Prime Minister Janez Janša: A challenging period of colder months lies ahead - an effective response to the pandemic is needed
Address of the Prime Minister Janez Janša to the people of Slovenia.
Slovenia, the European continent and most of the rest of the world are amidst the second wave of the coronavirus pandemic. While in spring the virus first spread only from China and some hotspots in Europe, it has been spreading locally throughout the EU in autumn after the lifting of restrictions on the movement of people in the summer. This significantly reduces the effectiveness of certain restrictions that in March and April protected Slovenia and some other EU countries from experiencing what happened in Lombardy.
When looking at the direct consequences of the second wave, Slovenia is still among the less affected countries in the EU; however, the situation is deteriorating dangerously. Together with the rest of Europe, we are forced to adopt measures to curb the spread of the virus to protect people’s lives and health.
At the end of last week, after an in-depth discussion on the dangers of the second wave of the epidemic, the European Council reached a full agreement on the hierarchy of values used in the fight against the virus in the EU: Lives come first, followed by health and then the economy, especially essential activities. Everything else, from entertainment to various other activities and some freedoms will have to temporarily be put on hold. The more we will be able to adhere to this list of values through our measures and behaviour, the sooner we will be able to return to our normal lives, at least for the most part. The prepared measures, which will be activated if need be, are proportionate. All institutions in the country are functioning and will continue to function even if the situation deteriorates. We are in daily contact with the governments of other EU Member States, consulting, studying the different measures these countries are adopting and monitoring their effects.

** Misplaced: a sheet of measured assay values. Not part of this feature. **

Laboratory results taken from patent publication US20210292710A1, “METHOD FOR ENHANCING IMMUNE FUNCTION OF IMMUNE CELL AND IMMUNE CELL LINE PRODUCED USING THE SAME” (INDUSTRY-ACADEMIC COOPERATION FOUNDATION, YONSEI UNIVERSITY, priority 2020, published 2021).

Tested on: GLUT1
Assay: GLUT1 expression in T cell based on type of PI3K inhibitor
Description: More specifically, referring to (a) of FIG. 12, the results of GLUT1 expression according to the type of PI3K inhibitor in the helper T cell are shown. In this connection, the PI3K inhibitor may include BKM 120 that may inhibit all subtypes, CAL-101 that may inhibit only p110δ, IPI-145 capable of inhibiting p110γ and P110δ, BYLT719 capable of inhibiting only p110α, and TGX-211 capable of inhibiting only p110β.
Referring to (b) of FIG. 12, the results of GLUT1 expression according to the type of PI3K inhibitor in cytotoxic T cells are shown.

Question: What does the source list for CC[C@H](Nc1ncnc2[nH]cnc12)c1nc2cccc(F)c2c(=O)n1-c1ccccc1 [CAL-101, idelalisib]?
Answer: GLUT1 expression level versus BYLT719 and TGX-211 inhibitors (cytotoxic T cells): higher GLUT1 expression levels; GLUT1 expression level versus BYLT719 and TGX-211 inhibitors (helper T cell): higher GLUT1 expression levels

The EU also agreed upon the recommendations on border crossing during the epidemic and the potential escalation of measures to tighten internal border regimes. For some time now, Slovenia has been following these recommendations, which prevent the recurrence of restrictions and blockades from the chaotic times of March this year.
The European priorities regarding vaccination of the population after the vaccine becomes available are also presented. Some tests are yielding promising results and we believe an effective vaccine will be available to everyone in spring at the latest. In Slovenia, vaccination will be free of charge. The first ones to receive the vaccination will be medical staff, followed by the most vulnerable groups, those working in critical infrastructure facilities, those working in jobs where it is not possible to maintain a sufficiently safe distance, and then everyone else as soon as possible.
However, before the vaccine becomes available, we still have a challenging period of the pandemic in colder months of the year ahead of us, which will require an effective response, but above all a high level of responsibility and solidarity.